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Retiring Rockefeller promotes child health initiative

PARKERSBURG, W.Va. — In one of his last acts as chairman of the Senate Finance Committee’s Subcommittee on Health Care, U.S. Senator Jay Rockefeller, D-W.Va., Wednesday urged lawmakers to renew the Children’s Health Insurance Program which will expire next year.

Rockefeller spoke Wednesday morning before the House Energy and Commerce Committee’s Health Subcommittee Hearing. Without an extension, C.H.I.P. funding will lapse on Sept. 30.

Eight million children and pregnant women nationwide and nearly 40,000 in West Virginia rely on C.H.I.P. for their health care coverage, Rockefeller said.

“C.H.I.P.’s success has played an essential role in cutting the number of uninsured children in half over the past 15 years,” he said. “This kind of progress is something we should celebrate. But, we must continue to invest in C.H.I.P. so that we can celebrate many more of the program’s milestones.”

In 1997, Rockefeller helped draft the legislation that created the insurance program, which provides high-quality, cost-effective health care for children and pregnant women through state-run health insurance programs. Rockefeller also led the reauthorization of the law in 2009, and has worked this Congress to help extend the program through 2019, consistent with current requirements that the law continue through 2019.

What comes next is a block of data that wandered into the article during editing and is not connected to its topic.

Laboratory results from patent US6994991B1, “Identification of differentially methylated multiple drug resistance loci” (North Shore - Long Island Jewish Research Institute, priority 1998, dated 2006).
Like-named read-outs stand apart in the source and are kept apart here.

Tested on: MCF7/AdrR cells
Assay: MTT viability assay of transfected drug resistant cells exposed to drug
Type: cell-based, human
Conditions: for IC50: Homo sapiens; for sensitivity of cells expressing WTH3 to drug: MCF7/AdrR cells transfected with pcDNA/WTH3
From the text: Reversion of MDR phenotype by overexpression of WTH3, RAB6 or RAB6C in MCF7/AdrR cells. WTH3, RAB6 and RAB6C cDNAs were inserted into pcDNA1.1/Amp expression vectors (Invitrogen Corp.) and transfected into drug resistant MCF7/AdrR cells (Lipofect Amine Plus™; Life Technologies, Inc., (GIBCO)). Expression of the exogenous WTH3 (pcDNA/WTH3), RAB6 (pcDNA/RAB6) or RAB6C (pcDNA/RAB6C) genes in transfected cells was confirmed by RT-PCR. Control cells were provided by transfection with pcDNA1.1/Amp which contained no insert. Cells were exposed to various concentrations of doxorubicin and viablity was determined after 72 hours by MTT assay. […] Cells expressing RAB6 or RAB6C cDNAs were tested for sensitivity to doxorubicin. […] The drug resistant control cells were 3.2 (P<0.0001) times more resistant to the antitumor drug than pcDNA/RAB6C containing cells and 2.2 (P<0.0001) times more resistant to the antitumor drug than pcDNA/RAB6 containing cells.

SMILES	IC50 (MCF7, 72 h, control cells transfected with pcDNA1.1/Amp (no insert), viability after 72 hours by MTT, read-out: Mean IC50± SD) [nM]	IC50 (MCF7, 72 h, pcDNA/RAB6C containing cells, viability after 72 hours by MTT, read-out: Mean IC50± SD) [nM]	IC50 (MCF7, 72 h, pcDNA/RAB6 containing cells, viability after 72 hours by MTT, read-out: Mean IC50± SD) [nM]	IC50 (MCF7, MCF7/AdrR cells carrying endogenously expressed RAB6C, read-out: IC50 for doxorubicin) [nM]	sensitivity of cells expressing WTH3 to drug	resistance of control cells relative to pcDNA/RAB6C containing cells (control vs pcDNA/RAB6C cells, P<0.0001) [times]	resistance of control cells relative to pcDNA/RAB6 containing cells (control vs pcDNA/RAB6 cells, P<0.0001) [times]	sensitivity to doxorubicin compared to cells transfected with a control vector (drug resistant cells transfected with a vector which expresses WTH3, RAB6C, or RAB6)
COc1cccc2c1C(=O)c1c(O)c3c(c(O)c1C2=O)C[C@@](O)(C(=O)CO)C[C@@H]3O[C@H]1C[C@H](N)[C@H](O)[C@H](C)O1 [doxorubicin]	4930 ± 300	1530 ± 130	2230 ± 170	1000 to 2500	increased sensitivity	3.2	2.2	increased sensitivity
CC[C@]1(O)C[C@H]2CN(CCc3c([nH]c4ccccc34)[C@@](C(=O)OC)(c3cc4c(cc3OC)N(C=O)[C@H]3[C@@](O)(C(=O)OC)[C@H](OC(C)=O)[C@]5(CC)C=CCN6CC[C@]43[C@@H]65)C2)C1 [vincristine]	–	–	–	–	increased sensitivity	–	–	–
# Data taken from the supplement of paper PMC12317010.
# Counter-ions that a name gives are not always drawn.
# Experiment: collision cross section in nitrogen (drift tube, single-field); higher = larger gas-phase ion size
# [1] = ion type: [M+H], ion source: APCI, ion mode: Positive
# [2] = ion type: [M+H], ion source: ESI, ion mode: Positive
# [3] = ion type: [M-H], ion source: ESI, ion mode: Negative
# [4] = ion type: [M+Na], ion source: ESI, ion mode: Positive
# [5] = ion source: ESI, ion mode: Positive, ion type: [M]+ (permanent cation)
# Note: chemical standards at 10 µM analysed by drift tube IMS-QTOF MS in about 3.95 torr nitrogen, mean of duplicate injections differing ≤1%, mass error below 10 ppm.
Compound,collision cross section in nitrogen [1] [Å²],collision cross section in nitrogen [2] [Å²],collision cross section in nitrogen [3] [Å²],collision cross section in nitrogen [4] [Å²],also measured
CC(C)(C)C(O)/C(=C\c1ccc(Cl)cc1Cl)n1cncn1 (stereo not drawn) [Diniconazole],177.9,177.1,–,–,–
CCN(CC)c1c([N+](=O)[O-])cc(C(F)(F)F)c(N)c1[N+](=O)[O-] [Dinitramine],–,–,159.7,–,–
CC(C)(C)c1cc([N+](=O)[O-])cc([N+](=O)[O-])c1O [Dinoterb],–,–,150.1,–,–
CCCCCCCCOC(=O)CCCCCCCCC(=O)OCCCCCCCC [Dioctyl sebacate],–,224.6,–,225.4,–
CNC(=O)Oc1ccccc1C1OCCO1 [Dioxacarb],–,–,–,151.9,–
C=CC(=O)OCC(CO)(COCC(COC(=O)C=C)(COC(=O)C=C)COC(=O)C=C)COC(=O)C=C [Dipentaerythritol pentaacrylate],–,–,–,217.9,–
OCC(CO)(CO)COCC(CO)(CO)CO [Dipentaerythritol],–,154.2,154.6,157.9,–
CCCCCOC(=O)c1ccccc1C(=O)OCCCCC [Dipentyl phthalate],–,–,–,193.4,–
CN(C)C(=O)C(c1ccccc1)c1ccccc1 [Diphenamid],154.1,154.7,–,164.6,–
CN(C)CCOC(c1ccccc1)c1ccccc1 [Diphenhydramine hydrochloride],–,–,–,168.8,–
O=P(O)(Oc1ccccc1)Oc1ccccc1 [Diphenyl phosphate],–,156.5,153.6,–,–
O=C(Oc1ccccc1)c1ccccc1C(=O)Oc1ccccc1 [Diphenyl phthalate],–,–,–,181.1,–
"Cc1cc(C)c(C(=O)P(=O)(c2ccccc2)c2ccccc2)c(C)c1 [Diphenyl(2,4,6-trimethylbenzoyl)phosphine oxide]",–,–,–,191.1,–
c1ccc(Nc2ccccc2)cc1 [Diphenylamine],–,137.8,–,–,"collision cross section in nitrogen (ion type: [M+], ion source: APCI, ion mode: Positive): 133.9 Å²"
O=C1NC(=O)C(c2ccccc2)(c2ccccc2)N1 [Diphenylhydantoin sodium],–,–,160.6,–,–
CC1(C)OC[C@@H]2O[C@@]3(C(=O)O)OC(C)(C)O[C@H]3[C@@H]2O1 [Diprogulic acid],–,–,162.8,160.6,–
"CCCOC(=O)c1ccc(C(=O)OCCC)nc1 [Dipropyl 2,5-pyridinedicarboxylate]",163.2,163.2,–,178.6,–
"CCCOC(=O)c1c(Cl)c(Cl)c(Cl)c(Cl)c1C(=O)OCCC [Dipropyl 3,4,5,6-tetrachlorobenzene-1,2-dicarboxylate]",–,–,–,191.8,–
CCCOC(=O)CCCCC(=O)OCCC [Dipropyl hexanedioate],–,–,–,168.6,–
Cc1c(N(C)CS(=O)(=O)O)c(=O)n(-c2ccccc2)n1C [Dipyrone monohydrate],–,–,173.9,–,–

“Without congressional action, C.H.I.P. will run out of funding next fall, placing at risk the well-being of millions of children and pregnant women,” he said. “I hope that the members of this committee will not let that happen.”

Rockefeller warned states are unprepared to fill the funding gap if the program no longer is paid for through the federal government and states and communities will find increased expense and hardship if those health benefits suddenly end for pregnant women and young children.

Sen. Joe Manchin, D-W.Va., echoed Rockefeller’s words.

“We have a responsibility to make sure our kids have the best available start in life, and that includes making sure that they have access to health care coverage,” Manchin said in an emailed statement. “The Children’s Health Insurance Program is vital to upholding that responsibility, especially for those children whose families fall in the gap between not being eligible for Medicaid but also not being able to afford quality health insurance.

“I cannot thank Sen. Rockefeller enough for his leadership on this program’s success, which has cut the percentage of uninsured children in half in just 15 years,” Manchin said. “As we enter the 114th Congress, I am fully committed to making sure federal funding of C.H.I.P. is reauthorized before it expires next year so that the more than 37,000 low income children in West Virginia will continue to receive the medical and dental care they deserve.”

Rockefeller, who is retiring from the Senate at the end of this year, is scheduled to give a final farewell address at 3 p.m. today on the floor of the Senate.

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